It’s far from clear that a sufficient number of Republicans would agree to such a move. From an ideological standpoint, GOP senators could see this request from Democrats as asking Republicans for assistance in passing party-line nominations of judges whom they oppose. It could also require them to concede leverage in a powerful committee: The Judiciary Committee is currently divided between 11 Democrats and 10 Republicans. With Feinstein’s absence, the committee is functionally evenly split; if the committee deadlocks on a nomination, then it can’t be reported to the floor. “I can’t consider nominees in these circumstances because a tie vote is a losing vote in committee,” Durbin told CNN earlier this month.
Blocking the temporary replacement would politicize the committee-assignment process in a way that could later backfire for a future Republican Senate majority. The assignment process has become more polarized in recent years, with the majority party removing or blocking representatives from committees. The Senate is traditionally more staid than the House, but recent dogfights over nominations have demonstrated that if the upper chamber was ever the “cooling saucer” of Congress’s tempestuous tea, it may no longer serve that function.
“Both parties have exhibited in the last decade a willingness to forgo Senate norms and even change Senate precedents on party-line votes to ensure their party’s judicial nominees are speedily confirmed,” Thorning said, referring to the changing of filibuster rules to allow judicial nominees, including Supreme Court appointments, to be approved with a simple majority.
Molly Reynolds, senior fellow of governance studies at the Brookings Institute, noted that the special procedures which allowed items of business to advance to the Senate floor under the evenly divided Senate of 2021 and 2022 were no longer in place with the new Congress. But Democrats also need all members present so they can shepherd through those nominations that will be uniformly opposed by Republicans.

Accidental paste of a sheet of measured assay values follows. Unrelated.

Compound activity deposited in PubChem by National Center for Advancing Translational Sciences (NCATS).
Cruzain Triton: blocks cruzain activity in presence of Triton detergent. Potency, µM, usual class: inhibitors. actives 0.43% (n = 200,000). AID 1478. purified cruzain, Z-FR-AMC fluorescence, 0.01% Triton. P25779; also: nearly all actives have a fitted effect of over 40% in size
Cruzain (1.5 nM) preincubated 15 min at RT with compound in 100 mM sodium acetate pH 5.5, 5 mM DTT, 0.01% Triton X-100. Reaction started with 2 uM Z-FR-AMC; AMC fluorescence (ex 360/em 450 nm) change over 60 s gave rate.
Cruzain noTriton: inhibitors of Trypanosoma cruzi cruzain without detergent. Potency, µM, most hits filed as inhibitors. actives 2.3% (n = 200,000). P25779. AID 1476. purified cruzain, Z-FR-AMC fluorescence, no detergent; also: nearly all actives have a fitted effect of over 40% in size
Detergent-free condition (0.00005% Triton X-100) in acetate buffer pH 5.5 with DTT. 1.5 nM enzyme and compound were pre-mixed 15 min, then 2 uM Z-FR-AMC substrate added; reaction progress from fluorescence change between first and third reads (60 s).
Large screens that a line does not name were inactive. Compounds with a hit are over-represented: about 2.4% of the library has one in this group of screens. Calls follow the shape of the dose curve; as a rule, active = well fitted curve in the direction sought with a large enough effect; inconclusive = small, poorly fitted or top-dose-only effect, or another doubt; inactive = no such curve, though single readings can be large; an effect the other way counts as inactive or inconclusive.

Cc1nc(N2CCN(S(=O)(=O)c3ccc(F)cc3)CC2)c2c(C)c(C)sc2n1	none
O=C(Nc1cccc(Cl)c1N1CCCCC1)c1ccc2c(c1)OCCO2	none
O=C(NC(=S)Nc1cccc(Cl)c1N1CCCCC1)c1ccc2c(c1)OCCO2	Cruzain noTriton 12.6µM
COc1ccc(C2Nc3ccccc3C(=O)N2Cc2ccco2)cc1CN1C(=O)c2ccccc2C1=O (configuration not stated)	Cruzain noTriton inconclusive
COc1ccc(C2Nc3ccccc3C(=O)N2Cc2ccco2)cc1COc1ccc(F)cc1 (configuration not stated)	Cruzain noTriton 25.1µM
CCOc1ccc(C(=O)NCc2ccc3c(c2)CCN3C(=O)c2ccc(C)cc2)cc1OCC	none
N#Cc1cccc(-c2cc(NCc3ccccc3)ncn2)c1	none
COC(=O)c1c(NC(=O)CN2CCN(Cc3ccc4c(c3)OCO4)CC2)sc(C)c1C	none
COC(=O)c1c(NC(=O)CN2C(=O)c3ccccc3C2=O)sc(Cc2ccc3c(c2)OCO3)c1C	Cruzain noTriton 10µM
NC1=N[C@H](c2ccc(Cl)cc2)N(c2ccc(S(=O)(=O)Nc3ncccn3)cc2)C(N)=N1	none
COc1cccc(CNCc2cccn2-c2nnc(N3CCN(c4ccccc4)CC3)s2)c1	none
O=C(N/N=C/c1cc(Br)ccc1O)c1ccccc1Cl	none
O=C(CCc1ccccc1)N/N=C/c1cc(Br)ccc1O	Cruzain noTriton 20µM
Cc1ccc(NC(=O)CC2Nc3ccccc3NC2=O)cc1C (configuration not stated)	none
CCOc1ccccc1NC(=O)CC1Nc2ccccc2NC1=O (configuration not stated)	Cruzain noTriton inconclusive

“There are currently 19 judicial nominees already reported out of committee and awaiting floor action, so the Judiciary Committee is not the only place where nominees are getting stuck at this moment,” Reynolds said.
Feinstein’s absence is particularly significant as Biden and Democrats seek to counteract the work of former President Donald Trump and the then-Republican majority in the Senate in reshaping the federal judicial bench. As a January Brookings report noted, Trump’s term in office “enabled Republican appointees to occupy a majority of the statutory judgeships,” which Biden likely cannot reverse by 2025. Trump also saw three Supreme Court justices confirmed during his tenure. A ruling by a Trump-appointed judge on abortion medication last week demonstrates the importance of the federal bench in determining policy; that case may be headed to the Supreme Court.
Feinstein’s absence may also complicate the packed schedule for the Judiciary Committee in the coming weeks: Durbin has promised a hearing on the Supreme Court’s ruling overturning Roe v. Wade and on Justice Clarence Thomas’s acceptance of gifts from a conservative billionaire as revealed in a ProPublica report.
The Judiciary Committee isn’t the only committee on which Feinstein serves: She is a member of the Intelligence, Appropriations, and Rules Committees, where her absence will also be felt. There is also the question of whether her temporary replacement on the Judiciary Committee, if seated, will give up his or her other committee posts.
“Would this member have to give up other current committee assignments in order to comply with caucus and chamber restrictions on each member’s committee assignments?” Thorning asked. “It seems unlikely members would be willing to do so given the uncertainty surrounding Senator Feinstein’s return.”